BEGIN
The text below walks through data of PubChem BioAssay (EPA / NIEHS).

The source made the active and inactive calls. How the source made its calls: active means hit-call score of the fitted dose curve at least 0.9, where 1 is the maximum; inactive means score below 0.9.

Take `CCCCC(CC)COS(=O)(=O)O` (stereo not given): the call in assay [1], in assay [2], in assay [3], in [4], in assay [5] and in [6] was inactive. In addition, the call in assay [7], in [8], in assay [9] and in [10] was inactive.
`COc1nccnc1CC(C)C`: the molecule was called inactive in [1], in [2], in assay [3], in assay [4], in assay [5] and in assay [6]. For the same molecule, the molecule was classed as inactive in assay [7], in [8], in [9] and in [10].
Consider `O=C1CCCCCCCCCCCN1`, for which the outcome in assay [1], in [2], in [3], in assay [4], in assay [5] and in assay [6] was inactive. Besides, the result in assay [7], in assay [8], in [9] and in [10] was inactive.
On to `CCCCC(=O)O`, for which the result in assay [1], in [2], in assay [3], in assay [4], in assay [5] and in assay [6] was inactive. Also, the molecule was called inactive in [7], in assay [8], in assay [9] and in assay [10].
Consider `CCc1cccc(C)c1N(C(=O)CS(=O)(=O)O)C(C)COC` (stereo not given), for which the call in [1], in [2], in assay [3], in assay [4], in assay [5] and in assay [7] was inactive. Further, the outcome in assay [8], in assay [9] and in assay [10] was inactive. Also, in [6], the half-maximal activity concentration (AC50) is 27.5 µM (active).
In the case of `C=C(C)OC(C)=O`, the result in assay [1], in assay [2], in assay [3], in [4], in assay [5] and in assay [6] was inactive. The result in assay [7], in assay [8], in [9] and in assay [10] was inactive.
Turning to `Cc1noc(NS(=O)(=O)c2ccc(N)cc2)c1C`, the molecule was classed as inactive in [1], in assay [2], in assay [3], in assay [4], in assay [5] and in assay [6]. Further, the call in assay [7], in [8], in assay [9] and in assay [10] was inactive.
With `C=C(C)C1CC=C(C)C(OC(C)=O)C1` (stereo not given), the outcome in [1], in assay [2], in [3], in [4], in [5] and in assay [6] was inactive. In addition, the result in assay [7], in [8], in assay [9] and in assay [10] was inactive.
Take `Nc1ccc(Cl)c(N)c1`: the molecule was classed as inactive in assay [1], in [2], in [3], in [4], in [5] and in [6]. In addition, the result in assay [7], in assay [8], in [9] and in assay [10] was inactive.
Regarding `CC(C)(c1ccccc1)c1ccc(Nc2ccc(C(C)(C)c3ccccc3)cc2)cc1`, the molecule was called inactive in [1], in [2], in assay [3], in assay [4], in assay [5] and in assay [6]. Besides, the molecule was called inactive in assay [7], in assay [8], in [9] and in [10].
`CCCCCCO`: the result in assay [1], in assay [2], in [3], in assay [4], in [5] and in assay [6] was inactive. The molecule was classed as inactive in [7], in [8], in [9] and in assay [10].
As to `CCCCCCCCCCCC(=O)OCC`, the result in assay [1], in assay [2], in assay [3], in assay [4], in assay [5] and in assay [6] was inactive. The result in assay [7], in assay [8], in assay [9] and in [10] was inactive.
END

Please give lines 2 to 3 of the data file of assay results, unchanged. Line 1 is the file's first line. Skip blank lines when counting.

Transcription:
The source made the active and inactive calls. How the source made its calls: active means hit-call score of the fitted dose curve at least 0.9, where 1 is the maximum; inactive means score below 0.9.

Take `CCCCC(CC)COS(=O)(=O)O` (stereo not given): the call in assay [1], in assay [2], in assay [3], in [4], in assay [5] and in [6] was inactive. In addition, the call in assay [7], in [8], in assay [9] and in [10] was inactive.